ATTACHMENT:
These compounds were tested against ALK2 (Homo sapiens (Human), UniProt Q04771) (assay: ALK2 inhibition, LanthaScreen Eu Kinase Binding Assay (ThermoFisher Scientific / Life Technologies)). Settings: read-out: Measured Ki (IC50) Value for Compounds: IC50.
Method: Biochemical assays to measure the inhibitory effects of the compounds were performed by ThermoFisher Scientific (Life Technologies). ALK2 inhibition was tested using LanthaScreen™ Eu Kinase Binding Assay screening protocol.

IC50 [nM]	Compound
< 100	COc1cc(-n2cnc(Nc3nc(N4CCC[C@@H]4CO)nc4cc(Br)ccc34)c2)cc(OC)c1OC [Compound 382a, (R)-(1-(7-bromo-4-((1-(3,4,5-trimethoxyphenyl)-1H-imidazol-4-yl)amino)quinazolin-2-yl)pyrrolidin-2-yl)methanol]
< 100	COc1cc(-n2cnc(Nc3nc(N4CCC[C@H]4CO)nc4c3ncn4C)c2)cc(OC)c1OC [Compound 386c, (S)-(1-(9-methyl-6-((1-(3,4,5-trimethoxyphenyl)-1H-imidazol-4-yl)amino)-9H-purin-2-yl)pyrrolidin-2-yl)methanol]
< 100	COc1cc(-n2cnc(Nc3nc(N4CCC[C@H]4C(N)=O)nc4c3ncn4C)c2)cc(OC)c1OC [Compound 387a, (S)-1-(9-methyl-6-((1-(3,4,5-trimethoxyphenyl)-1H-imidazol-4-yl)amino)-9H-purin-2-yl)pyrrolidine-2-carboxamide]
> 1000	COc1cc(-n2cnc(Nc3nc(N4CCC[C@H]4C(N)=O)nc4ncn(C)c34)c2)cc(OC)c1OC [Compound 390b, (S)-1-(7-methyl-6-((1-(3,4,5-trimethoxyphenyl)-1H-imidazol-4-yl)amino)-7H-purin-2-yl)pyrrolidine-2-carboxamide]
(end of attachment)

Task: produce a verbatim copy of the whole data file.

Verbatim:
These compounds were tested against ALK2 (Homo sapiens (Human), UniProt Q04771) (assay: ALK2 inhibition, LanthaScreen Eu Kinase Binding Assay (ThermoFisher Scientific / Life Technologies)). Settings: read-out: Measured Ki (IC50) Value for Compounds: IC50.
Method: Biochemical assays to measure the inhibitory effects of the compounds were performed by ThermoFisher Scientific (Life Technologies). ALK2 inhibition was tested using LanthaScreen™ Eu Kinase Binding Assay screening protocol.

IC50 [nM]	Compound
< 100	COc1cc(-n2cnc(Nc3nc(N4CCC[C@@H]4CO)nc4cc(Br)ccc34)c2)cc(OC)c1OC [Compound 382a, (R)-(1-(7-bromo-4-((1-(3,4,5-trimethoxyphenyl)-1H-imidazol-4-yl)amino)quinazolin-2-yl)pyrrolidin-2-yl)methanol]
< 100	COc1cc(-n2cnc(Nc3nc(N4CCC[C@H]4CO)nc4c3ncn4C)c2)cc(OC)c1OC [Compound 386c, (S)-(1-(9-methyl-6-((1-(3,4,5-trimethoxyphenyl)-1H-imidazol-4-yl)amino)-9H-purin-2-yl)pyrrolidin-2-yl)methanol]
< 100	COc1cc(-n2cnc(Nc3nc(N4CCC[C@H]4C(N)=O)nc4c3ncn4C)c2)cc(OC)c1OC [Compound 387a, (S)-1-(9-methyl-6-((1-(3,4,5-trimethoxyphenyl)-1H-imidazol-4-yl)amino)-9H-purin-2-yl)pyrrolidine-2-carboxamide]
> 1000	COc1cc(-n2cnc(Nc3nc(N4CCC[C@H]4C(N)=O)nc4ncn(C)c34)c2)cc(OC)c1OC [Compound 390b, (S)-1-(7-methyl-6-((1-(3,4,5-trimethoxyphenyl)-1H-imidazol-4-yl)amino)-7H-purin-2-yl)pyrrolidine-2-carboxamide]